Ureteroscopy pp 351-359 | Cite as

Medical Therapy for Stent Discomfort

  • Zachariah G. Goldsmith
  • Michael E. Lipkin
  • Glenn M. PremingerEmail author
Part of the Current Clinical Urology book series (CCU)


Indwelling ureteral stents are associated with high rates of morbidity, including urinary frequency, urgency, and flank pain. These symptoms have been associated with increased narcotic requirement, decreased quality of life, and decreased attendance in the workplace. Methods to ameliorate stent-related morbidity are needed to provide comprehensive care following ureteroscopy with stent placement. The pathophysiology of stent discomfort is likely related to trigonal irritation, ureteral spasm, changes in stent position with ambulation, and vesicoureteral reflux. Ureteral contraction is mediated by intracellular calcium influx, and this process is regulated by alpha-stimulatory and beta-inhibitory adrenergic signaling. This system has served as the primary target for pharmacologic agents to reduce stent pain.

Alpha blockers (tamsulosin 0.4 mg daily) and alfuzosin (10 mg daily) have demonstrated efficacy in reducing stent morbidity in multiple randomized clinical trials as well as recent meta-analyses. Anticholinergic therapy (tolterodine ER 4 mg daily) has also been demonstrated to reduce stent-related morbidity in a randomized trial. Calcium channel blockers, phosphodiesterase inhibitors, and anti-inflammatories have shown promising effects in preclinical studies and other settings. Innovations in stent design (including drug-eluting ureteral stents) and intravesical therapies are likely to lead to improvements in stent-related morbidities.


Stent Placement International Prostate Symptom Score Ureteral Stone Ureteral Stents Alpha Blocker 
These keywords were added by machine and not by the authors. This process is experimental and the keywords may be updated as the learning algorithm improves.


  1. 1.
    Joshi HB, et al. Characterization of urinary symptoms in patients with ureteral stents. Urology. 2002;59(4):511–6.PubMedCrossRefGoogle Scholar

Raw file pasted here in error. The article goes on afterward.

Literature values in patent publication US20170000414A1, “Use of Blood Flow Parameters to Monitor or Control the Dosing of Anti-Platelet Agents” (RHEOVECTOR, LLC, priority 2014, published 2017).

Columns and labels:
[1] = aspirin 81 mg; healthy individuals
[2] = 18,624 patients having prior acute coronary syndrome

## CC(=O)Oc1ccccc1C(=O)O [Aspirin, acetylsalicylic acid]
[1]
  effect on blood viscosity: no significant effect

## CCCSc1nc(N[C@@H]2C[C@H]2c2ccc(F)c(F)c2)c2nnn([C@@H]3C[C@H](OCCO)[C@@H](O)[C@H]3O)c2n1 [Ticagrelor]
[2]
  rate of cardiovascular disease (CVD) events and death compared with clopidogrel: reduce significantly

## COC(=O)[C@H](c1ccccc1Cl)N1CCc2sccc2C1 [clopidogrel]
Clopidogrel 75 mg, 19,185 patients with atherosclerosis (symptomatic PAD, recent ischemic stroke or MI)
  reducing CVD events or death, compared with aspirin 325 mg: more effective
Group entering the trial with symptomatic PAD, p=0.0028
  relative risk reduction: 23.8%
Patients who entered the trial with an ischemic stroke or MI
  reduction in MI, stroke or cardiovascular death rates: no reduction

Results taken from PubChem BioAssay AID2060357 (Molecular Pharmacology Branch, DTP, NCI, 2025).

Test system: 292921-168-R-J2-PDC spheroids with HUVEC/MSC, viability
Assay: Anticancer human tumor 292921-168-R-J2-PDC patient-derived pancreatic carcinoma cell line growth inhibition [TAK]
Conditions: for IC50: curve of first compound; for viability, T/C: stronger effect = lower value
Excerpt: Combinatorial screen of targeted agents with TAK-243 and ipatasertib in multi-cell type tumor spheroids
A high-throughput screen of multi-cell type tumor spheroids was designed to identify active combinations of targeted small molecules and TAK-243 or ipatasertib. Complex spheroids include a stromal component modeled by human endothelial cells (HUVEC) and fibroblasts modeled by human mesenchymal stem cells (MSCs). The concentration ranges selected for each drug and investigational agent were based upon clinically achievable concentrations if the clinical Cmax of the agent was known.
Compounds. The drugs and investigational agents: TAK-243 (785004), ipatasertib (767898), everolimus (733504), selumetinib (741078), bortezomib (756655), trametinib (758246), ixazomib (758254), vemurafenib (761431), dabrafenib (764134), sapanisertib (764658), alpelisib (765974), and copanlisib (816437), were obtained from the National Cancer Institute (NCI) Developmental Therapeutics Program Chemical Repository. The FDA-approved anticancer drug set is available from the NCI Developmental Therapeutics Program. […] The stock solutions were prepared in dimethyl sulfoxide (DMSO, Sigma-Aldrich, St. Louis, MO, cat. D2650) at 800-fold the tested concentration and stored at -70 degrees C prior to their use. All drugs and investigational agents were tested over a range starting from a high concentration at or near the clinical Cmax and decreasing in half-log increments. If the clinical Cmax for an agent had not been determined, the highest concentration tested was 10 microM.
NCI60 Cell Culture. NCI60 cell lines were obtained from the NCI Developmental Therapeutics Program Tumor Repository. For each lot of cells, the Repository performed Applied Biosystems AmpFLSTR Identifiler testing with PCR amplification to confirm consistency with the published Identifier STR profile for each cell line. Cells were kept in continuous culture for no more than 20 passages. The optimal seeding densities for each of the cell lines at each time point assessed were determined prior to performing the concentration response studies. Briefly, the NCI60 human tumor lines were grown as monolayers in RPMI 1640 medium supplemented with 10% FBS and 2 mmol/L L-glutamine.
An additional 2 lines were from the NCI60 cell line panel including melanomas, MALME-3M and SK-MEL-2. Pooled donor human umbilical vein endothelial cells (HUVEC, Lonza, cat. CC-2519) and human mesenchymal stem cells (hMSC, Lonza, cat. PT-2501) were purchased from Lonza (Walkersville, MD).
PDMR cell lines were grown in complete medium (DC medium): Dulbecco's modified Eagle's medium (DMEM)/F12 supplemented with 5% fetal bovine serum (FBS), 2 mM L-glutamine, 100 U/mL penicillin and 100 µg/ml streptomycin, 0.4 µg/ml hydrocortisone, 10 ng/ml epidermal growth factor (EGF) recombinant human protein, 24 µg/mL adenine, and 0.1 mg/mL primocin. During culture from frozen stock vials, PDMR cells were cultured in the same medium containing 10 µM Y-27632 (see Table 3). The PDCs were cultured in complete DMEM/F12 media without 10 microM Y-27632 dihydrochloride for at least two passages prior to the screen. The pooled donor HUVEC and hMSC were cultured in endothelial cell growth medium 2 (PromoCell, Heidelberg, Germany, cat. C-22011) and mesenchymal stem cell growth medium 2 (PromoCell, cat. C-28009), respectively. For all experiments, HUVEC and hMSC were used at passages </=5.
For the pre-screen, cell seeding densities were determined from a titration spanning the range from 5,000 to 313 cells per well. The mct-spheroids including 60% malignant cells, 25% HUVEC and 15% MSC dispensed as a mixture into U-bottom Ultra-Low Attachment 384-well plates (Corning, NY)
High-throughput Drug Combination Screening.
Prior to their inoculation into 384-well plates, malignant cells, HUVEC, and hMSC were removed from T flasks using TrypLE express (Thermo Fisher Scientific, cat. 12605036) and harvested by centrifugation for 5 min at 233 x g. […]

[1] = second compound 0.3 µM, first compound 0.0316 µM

2. 2.
    Joshi HB, et al. Indwelling ureteral stents: evaluation of symptoms, quality of life and utility. J Urol. 2003;169(3):1065–9. discussion 1069.PubMedCrossRefGoogle Scholar
  3. 3.
    Hao P, et al. Clinical evaluation of double-pigtail stent in patients with upper urinary tract diseases: report of 2685 cases. J Endourol. 2008;22(1):65–70.PubMedCrossRefGoogle Scholar
  4. 4.
    Borboroglu PG, et al. Ureteral stenting after ureteroscopy for distal ureteral calculi: a multi-institutional prospective randomized controlled study assessing pain, outcomes and complications. J Urol. 2001;166(5):1651–7.PubMedCrossRefGoogle Scholar
  5. 5.
    Thomas R. Indwelling ureteral stents: impact of material and shape on patient comfort. J Endourol. 1993;7(2):137–40.PubMedCrossRefGoogle Scholar
  6. 6.
    Rane A, et al. Have stent-related symptoms anything to do with placement technique? J Endourol. 2001;15(7):741–5.PubMedCrossRefGoogle Scholar
  7. 7.
    Miyaoka R, Monga M. Ureteral stent discomfort: Etiology and management. Indian J Urol. 2009;25(4):455–60.PubMedCrossRefGoogle Scholar
  8. 8.
    Chew BH, et al. Pilot study of ureteral movement in stented patients: first step in understanding dynamic ureteral anatomy to improve stent comfort. J Endourol. 2007;21(9):1069–75.PubMedCrossRefGoogle Scholar
  9. 9.
    Mosli HA, et al. Vesicoureteral reflux in patients with double pigtail stents. J Urol. 1991;146(4):966–9.PubMedGoogle Scholar
  10. 10.
    Yossepowitch O, et al. Assessment of vesicoureteral reflux in patients with self-retaining ureteral stents: implications for upper urinary tract instillation. J Urol. 2005;173(3):890–3.PubMedCrossRefGoogle Scholar
  11. 11.